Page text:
New York Giants

New York Giants

New York Giants

EAST RUTHERFORD, NEW JERSEY - OCTOBER 17: Former New York Giants quarterback Eli Manning walks onto the field carrying the Vince Lombardi Trophy during a ceremony honoring the 2011 Giants Super Bowl team at halftime during a game against the Los Angeles Rams at MetLife Stadium on October 17, 2021 in East Rutherford, New Jersey. (Photo by Sarah Stier/Getty Images)

The Big Game is just hours away from kicking off down in Phoenix, Arizona between Kansas City and Philadelphia. Two teams that have deeply rooted connections between the two of them will square of for pro football’s ultimate prize.

As we get our chips, dips and sodas ready for the big night, what are the Top 10 Best Big Games … EVER!!!!

  • 10: New England vs. Seattle

    Malcom Butler Patriots

    GLENDALE, AZ – FEBRUARY 01: Malcolm Butler #21 of the New England Patriots intercepts a pass by Russell Wilson #3 of the Seattle Seahawks intended for Ricardo Lockette #83 late in the fourth quarter during Super Bowl XLIX at University of Phoenix Stadium on February 1, 2015 in Glendale, Arizona. (Photo by Rob Carr/Getty Images)

    The 49th edition of the Big Game produced one of the wildest endings ever. A back-and-forth affair between the defending champs in Seattle and the team that dominated the better part of the last decade in New England produced a 24-14 Seattle lead heading into the fourth quarter.

    That was until Tom Brady woke up, leading two New England touchdown drives, including the eventual game winner to Julian Edleman that put New England up 28-24 with 2:02 to go.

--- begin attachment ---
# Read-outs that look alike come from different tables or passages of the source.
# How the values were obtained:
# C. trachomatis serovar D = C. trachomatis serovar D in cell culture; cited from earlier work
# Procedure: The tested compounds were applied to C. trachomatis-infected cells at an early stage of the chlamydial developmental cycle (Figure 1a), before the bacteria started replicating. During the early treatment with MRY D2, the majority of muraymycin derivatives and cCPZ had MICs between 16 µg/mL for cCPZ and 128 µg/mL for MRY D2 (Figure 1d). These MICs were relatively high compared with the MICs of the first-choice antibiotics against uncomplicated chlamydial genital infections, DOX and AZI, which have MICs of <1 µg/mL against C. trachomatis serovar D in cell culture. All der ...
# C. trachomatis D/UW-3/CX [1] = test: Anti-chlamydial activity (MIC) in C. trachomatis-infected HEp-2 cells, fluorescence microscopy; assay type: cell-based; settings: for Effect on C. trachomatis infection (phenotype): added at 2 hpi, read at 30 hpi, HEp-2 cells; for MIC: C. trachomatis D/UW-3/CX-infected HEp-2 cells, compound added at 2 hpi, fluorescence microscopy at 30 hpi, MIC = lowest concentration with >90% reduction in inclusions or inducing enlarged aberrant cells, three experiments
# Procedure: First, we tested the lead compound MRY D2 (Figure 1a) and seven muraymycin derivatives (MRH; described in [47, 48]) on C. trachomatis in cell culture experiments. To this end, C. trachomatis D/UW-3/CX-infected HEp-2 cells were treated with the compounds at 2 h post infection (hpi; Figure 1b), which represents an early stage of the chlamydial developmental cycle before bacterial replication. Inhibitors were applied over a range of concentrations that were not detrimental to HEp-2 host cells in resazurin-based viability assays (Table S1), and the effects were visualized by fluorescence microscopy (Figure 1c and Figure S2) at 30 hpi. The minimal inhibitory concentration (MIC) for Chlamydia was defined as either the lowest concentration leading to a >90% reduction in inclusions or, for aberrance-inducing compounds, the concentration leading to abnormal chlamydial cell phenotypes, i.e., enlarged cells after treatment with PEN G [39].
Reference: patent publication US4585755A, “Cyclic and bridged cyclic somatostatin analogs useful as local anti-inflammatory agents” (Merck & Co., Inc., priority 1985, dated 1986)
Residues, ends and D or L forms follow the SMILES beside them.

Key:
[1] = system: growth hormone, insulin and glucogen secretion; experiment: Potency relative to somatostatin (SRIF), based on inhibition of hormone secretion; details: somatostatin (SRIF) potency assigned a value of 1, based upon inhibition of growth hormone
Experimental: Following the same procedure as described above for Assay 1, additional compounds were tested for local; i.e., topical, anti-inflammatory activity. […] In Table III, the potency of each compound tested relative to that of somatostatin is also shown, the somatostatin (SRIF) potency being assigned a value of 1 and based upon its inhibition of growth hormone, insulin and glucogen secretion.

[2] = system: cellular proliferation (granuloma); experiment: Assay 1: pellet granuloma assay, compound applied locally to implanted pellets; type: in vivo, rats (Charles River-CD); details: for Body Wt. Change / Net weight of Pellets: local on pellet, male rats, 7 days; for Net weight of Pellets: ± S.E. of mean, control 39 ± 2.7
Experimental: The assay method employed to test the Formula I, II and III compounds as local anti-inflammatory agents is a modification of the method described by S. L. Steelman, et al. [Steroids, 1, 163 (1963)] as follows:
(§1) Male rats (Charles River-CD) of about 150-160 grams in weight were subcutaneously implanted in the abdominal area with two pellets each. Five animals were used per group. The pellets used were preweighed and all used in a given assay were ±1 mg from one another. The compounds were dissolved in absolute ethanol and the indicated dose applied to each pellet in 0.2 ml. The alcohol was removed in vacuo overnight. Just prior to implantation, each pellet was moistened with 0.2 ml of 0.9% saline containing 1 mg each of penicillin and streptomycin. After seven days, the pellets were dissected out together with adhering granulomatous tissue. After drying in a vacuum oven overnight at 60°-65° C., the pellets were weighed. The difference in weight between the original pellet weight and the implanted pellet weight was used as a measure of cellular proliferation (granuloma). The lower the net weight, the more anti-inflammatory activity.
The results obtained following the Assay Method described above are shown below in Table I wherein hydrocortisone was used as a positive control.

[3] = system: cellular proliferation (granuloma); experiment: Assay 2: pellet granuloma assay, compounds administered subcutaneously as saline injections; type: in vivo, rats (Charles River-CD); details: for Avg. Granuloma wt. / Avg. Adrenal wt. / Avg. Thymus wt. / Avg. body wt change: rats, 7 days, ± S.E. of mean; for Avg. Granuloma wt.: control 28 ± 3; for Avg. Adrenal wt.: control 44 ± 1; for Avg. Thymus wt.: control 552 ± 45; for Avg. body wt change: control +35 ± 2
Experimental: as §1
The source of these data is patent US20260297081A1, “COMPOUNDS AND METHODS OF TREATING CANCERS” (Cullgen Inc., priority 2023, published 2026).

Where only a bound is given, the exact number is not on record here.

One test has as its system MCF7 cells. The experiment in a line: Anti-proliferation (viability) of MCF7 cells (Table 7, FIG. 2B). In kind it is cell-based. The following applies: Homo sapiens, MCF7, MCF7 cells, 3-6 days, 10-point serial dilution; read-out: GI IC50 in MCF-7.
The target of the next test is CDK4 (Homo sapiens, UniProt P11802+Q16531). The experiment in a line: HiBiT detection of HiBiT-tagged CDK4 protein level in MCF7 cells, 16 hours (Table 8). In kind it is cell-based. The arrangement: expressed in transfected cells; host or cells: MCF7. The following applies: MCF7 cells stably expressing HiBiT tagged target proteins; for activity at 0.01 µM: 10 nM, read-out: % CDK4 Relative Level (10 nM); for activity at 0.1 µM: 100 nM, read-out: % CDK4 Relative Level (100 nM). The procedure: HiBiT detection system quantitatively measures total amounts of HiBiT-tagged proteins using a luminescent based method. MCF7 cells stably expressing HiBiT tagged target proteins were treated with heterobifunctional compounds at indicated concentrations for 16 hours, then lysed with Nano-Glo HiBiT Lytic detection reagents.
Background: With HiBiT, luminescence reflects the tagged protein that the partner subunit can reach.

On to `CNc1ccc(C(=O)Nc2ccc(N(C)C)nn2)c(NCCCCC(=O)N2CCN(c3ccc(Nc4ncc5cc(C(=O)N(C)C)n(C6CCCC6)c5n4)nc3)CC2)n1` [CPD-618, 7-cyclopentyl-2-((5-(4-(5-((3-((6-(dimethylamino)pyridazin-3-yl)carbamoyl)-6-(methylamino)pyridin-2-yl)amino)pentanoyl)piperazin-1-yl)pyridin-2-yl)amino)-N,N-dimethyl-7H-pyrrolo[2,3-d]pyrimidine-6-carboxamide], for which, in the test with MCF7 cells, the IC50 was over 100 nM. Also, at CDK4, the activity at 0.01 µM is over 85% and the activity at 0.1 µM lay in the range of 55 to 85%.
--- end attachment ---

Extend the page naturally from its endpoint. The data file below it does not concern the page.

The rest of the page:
Seattle was given one last chance, and it appeared destiny was within their grasp after wide receiver Jermaine Kerase made an acrobatic catch while falling deep in New England territory. Before too long Seattle had the ball at the one-yard line before Head Coach Pete Carroll made a huge error. Instead of running the ball with Marshawn Lynch, he let Russell Wilson throw the ball from the one. The rest is as they say … history.

  • 9: Pittsbrugh vs. Dallas (Part II)

    Roger Staubach Cowboys

    MIAMI, FL – JANUARY 21: Roger Staubach #12 of the Dallas Cowboys turns to hand the ball off to a running back against the Pittsburgh Steelers during Super Bowl XIII on January 21, 1979 at the Orange Bowl in Miami, Florida. The Steelers won the Super Bowl 35-31. (Photo by Focus on Sport/Getty Images)

    There is no better rivalry on this grand stage than Dallas vs. Pittsburgh. It’s the contrast of two styles: the rich, flashy power and bright lights of Dallas against the blue collar grit of Pittsburgh. Three times these two titanic franchises met in the Big Game. However, their second meeting was probably it’s most memorable.

    On this January night in 1979 with Hall of Famer’s galore, Terry Bradshaw (four touchdown passes) out-duled Roger Staubach (three touchdown passes) by the score of 35-31. However, Staubach could have had the last laugh were it not for Jackie Smith becoming the “sickest man in America” when he dropped a sure touchdown in the fourth quarter.

  • 8: New England vs. Atlanta

    New England Atlanta

    HOUSTON, TX – FEBRUARY 05: Julian Edelman #11 of the New England Patriots makes a 23 yard catch in the fourth quarter against Ricardo Allen #37, Robert Alford #23 and Keanu Neal #22 of the Atlanta Falcons during Super Bowl 51 at NRG Stadium on February 5, 2017 in Houston, Texas. (Photo by Ezra Shaw/Getty Images)